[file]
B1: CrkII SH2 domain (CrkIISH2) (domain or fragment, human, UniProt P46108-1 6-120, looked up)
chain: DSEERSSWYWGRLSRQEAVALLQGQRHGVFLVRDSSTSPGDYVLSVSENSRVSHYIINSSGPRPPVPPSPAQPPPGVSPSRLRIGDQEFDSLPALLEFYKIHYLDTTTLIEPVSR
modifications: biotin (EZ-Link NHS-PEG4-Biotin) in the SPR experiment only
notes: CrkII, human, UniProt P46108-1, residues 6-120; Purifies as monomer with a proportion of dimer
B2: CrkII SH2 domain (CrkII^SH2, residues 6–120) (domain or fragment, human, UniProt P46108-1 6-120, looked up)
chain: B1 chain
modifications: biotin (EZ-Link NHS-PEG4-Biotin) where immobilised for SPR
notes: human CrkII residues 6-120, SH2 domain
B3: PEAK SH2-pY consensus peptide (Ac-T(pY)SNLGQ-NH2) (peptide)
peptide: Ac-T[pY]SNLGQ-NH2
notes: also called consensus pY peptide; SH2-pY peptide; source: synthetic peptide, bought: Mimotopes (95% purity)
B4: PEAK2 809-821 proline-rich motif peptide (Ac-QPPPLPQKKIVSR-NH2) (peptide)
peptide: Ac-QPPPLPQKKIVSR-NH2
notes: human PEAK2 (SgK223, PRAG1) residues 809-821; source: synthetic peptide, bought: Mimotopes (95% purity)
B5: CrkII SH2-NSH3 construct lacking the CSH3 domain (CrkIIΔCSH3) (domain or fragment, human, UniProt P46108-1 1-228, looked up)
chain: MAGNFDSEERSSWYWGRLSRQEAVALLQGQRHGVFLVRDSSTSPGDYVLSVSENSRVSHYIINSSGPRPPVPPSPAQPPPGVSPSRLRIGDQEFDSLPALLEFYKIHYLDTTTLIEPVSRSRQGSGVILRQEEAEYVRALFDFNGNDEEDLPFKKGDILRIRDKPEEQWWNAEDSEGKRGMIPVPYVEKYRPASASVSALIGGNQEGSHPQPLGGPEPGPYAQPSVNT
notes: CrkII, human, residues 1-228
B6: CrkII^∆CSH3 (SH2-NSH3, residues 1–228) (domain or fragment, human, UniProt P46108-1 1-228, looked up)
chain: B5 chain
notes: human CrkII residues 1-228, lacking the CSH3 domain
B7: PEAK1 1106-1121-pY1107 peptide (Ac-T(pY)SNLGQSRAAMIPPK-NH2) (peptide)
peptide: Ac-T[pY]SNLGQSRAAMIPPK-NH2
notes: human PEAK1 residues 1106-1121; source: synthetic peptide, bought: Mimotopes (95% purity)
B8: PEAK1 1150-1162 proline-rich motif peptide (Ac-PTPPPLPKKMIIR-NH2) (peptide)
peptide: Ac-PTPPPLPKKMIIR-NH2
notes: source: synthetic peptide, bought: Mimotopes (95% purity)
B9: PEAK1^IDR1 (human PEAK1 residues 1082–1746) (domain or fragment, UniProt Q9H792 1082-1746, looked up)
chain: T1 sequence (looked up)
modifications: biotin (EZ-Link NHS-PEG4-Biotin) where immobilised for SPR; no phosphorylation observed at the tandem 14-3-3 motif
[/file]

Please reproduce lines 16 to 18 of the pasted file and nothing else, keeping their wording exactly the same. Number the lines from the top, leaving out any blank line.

chain: MAGNFDSEERSSWYWGRLSRQEAVALLQGQRHGVFLVRDSSTSPGDYVLSVSENSRVSHYIINSSGPRPPVPPSPAQPPPGVSPSRLRIGDQEFDSLPALLEFYKIHYLDTTTLIEPVSRSRQGSGVILRQEEAEYVRALFDFNGNDEEDLPFKKGDILRIRDKPEEQWWNAEDSEGKRGMIPVPYVEKYRPASASVSALIGGNQEGSHPQPLGGPEPGPYAQPSVNT
notes: CrkII, human, residues 1-228
B6: CrkII^∆CSH3 (SH2-NSH3, residues 1–228) (domain or fragment, human, UniProt P46108-1 1-228, looked up)